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Drug law set to increase police powers

Drug law set to increase police powers

BANKING and gambling will face tougher scrutiny if a draft anti-drug trafficking

law is adopted by the National Assembly.

The Law on Narcotic Drugs, now being considered by the Assembly's Committee on Legislation,

will require gamblers to provide identification, and the registration of large purchases

of "chips and coins".

It also proposes to tighten banking procedures, including more rigorous recording

of currency movements in and out of Cambodia.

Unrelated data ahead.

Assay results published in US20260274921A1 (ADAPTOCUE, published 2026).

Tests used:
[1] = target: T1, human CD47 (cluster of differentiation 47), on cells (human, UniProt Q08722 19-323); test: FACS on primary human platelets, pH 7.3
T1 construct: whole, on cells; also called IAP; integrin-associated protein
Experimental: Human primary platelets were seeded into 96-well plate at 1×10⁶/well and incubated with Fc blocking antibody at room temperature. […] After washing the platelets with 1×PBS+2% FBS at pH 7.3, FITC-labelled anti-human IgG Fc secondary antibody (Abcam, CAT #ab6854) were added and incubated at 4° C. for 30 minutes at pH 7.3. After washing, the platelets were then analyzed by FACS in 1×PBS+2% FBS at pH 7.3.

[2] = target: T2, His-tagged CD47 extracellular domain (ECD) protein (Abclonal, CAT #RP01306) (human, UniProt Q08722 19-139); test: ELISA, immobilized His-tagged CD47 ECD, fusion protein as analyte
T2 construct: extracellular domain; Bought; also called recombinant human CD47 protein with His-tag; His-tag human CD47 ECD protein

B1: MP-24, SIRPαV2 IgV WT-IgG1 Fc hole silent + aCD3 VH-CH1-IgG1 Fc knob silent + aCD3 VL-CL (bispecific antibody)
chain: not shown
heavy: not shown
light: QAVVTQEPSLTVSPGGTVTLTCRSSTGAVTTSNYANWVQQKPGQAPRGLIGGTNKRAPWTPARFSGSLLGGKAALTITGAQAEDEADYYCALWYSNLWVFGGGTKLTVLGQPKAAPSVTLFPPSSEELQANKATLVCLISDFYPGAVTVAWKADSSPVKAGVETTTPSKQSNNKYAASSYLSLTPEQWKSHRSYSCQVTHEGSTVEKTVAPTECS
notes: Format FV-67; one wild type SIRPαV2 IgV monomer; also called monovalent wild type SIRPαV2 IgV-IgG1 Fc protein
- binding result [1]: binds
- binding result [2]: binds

The draft law grants wide powers to police, including the power to search and detain

drug suspects for 48 hours without charge - or longer with a judge's permission -

the power to tap telephones, and search vehicles and premises.

Human Rights groups have expressed some concern about the potential for abuse of

the law, but stressed they had not yet properly examined it.

In addition to clamping down on cash transactions involved with drug trade, the legislation

also outlaws cultivation of the opium poppy, cocoa bush and cannabis, imposing fines

of between 100,000 and 1.5 million riel.

Drug traffickers will face penalties of between ten million and fifty million riels

and between ten and 20 years in prison, and State confiscation of property and money

thought to have been obtained through the proceeds of drug trafficking.

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